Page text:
Deepavali or Diwali is perhaps the most popular of all the Hindu festivals, bringing joy to the young and old all alike. It is widely celebrated throughout India, though with regional variations, and among the Hindus settled abroad. It may be called the Queen of All Festivals as it contains the seeds of Indian Strength which is unity in diversity, inclusiveness and core human values. Looked at from any angle – as festivities, as legends and as philosophy – this festival occupies a pride of place in Hindu culture. Diwali is a vrata and an utsava at the same time. Let us have a peek into its heart and find out what constitutes it to be what it is.
AS A FESTIVAL
It is very difficult to trace the origin and development of this festival. It is stated to be already well-known festival by the time of the Bhavishyottara Purana said to have been composed before 1000 A.D. Diwali is generally a celebration spread over five days. It falls during the last part of October and early November.
The first day is Aswin Krishna Trayoadasi which is called Dhanteras, also known as Dhantrayodasi or Dhanwantari Trayodasi. On Dhanteras Goddess Laxmi is worshiped to provide prosperity and well being. Hence Dhan Teras holds a lot more significance for the business community.
A legend says that once the sixteen year old son of King Hima was doomed to die by a snake-bite on the fourth day of his marriage as per his horoscope. On that particular fourth day of his marriage his young wife did not allow him to sleep. She laid all the ornaments and lots of gold and silver coins in a big heap at the entrance of her husband's room and lighted innumerable lamps all over the place and went on telling stories and singing songs. When Yama, the god of Death arrived there in the guise of a serpent his eyes got blinded by the dazzle of those brilliant lights and he could not enter the Prince's chamber. So he climbed on top of the heap of the ornaments and coins and sat there whole night listening to the melodious songs. In the morning he quietly went away. Thus the young wife saved her husband from the clutches of death. Since then this day of Dhanteras came to be known as the day of "Yamadeepdaan"and lamps are kept burning throughout the night in reverence to Yama.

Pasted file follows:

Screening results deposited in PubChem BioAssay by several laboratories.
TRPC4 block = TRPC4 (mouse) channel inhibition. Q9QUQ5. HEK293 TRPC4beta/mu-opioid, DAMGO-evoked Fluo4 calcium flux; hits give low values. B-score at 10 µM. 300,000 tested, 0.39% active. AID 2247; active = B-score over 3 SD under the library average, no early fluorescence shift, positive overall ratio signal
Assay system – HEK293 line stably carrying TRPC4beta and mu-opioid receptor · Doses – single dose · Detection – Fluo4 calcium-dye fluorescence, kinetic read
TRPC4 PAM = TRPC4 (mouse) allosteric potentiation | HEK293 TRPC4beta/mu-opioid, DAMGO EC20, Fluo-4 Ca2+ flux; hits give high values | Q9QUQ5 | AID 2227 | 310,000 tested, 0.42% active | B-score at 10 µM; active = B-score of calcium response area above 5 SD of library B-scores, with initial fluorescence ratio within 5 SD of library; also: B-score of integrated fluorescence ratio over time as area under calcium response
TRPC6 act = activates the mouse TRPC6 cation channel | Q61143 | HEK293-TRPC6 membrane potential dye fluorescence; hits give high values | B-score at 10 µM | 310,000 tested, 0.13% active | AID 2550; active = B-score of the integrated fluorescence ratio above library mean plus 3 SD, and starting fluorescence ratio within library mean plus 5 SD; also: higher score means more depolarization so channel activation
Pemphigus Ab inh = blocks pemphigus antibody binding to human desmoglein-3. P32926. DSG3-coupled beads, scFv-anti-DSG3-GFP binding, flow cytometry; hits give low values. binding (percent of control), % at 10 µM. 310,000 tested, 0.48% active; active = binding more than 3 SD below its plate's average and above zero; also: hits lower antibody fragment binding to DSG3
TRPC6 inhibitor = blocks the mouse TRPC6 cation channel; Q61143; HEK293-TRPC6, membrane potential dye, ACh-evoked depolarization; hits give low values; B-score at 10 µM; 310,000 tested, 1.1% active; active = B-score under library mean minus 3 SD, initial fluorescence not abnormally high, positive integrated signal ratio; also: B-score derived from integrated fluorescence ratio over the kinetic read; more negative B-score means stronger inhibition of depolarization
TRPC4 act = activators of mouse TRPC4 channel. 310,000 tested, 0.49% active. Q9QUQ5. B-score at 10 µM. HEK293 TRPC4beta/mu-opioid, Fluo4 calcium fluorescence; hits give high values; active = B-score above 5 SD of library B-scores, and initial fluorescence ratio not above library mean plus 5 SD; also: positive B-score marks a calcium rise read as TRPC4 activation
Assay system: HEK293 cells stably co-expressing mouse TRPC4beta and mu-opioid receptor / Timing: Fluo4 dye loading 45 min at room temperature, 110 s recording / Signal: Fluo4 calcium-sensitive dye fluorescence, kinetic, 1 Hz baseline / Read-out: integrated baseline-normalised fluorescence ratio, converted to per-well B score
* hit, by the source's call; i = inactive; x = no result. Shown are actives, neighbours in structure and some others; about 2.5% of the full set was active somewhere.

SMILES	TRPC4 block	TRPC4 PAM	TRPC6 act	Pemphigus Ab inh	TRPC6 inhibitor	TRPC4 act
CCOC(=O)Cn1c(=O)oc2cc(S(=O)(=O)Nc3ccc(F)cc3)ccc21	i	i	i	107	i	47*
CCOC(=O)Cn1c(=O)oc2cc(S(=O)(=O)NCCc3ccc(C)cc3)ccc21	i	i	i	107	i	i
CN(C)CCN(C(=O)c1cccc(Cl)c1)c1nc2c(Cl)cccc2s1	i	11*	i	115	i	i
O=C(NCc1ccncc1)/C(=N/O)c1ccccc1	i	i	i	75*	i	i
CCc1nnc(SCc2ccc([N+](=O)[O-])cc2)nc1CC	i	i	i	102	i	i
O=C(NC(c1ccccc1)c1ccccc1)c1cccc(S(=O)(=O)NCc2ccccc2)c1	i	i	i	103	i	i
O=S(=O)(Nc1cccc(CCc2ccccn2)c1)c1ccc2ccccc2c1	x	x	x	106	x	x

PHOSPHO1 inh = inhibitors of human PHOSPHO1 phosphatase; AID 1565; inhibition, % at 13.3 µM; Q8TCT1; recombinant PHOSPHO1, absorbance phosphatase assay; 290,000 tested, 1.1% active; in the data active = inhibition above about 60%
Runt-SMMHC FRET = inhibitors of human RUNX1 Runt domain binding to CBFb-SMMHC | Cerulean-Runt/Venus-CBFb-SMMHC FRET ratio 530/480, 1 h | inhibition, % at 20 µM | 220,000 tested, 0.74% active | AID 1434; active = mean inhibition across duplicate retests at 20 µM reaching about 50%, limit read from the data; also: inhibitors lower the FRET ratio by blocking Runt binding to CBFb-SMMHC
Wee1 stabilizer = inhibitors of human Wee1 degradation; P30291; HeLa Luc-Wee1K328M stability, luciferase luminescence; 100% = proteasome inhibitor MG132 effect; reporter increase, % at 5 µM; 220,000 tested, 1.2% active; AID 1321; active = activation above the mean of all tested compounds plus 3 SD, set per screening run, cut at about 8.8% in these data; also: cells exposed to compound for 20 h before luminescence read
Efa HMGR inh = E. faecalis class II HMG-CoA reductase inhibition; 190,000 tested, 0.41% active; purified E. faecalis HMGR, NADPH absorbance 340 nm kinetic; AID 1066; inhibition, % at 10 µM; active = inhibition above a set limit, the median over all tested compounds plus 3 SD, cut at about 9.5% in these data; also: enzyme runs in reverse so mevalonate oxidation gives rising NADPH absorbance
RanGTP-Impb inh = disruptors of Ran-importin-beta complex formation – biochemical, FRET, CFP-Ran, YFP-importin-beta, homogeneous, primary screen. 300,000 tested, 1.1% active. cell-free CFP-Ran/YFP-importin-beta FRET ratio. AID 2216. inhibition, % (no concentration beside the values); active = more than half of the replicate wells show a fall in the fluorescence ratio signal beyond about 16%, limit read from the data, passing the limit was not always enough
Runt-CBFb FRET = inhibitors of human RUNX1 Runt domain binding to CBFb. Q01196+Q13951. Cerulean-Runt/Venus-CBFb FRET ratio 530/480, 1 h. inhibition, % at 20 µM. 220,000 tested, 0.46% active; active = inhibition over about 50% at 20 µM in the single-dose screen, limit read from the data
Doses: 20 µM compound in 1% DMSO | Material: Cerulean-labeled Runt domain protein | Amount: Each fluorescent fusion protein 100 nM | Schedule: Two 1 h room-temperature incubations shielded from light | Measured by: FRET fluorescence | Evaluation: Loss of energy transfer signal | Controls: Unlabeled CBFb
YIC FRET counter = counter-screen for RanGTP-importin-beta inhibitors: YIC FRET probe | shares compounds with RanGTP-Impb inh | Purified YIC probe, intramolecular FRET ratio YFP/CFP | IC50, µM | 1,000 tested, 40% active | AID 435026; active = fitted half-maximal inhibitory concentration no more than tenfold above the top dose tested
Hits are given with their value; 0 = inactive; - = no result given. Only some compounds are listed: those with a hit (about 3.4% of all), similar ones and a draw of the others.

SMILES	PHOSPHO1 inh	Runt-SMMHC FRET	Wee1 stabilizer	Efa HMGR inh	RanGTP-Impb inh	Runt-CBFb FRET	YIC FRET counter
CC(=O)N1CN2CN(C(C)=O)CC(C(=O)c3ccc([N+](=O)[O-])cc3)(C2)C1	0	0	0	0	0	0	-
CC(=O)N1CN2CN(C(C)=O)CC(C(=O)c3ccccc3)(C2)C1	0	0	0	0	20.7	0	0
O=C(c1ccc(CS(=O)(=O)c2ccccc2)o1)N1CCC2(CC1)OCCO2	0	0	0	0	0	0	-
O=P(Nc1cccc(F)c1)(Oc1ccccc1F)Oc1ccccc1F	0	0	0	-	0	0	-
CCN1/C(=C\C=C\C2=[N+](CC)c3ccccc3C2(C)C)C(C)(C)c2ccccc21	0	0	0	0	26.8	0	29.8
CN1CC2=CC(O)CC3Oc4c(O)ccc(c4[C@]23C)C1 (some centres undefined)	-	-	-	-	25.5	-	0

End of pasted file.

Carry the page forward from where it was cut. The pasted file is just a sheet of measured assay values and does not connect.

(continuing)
According to another legend, during the Amrit Manthan when the gods and demons were churning the ocean for Amrit or nectar, Dhanavantri (the physician of the gods and an incarnation of Vishnu) emerged carrying a jar of the elixir on the day of Dhanteras.
On Dhanteras Day Hindus consider it auspicious to purchase gold or silver articles or at least one or two new utensils. It is believed that new “Dhan” or some form of precious metal is a sign of good luck. "Laxmi-Puja" is performed in the evenings when tiny Diyas of clay are lighted to drive away the shadows of evil spirits.
In villages cattle are adorned and worshiped by farmers as they form the main source of their income and are supposed to be the incarnation of Goddess Lakshmi.
The second day is Narak Chaturdasi. The legend behind this day is very well known for the killing of the demon Narakasura. Narakasura ruled the kingdom of Pragjyotishpur. Puranas have it that Naraka, son of Bhudevi, acquired immense power from a blessing given by Lord Brahma after a severe penance. Under his rule, the villagers suffered a lot of hardship as the demon tortured the people and kidnapped the women to be imprisoned in his palace with his invincible might. Unable to bear the tyranny of the demon, the celestial beings pleaded with Lord Krishna to save them from his torture. But Naraka had a boon that he would face death only at the hands of his mother Bhudevi. So, Krishna asked his wife Sathyabhama, the reincarnation of Bhudevi, to be his charioteer in the battle with Naraka. When Krishna fell unconscious after being hit by an arrow of Naraka, Sathyabhama took up the arms and killed Naraka.
At the request of Bhudevi, the mother of the slain demon Naraka, his death is not treated as a day of mourning but an occasion to celebrate and rejoice. It is said Lord Krishna had an oil bath to rid himself off the blood spattered on his body when Naraka was killed.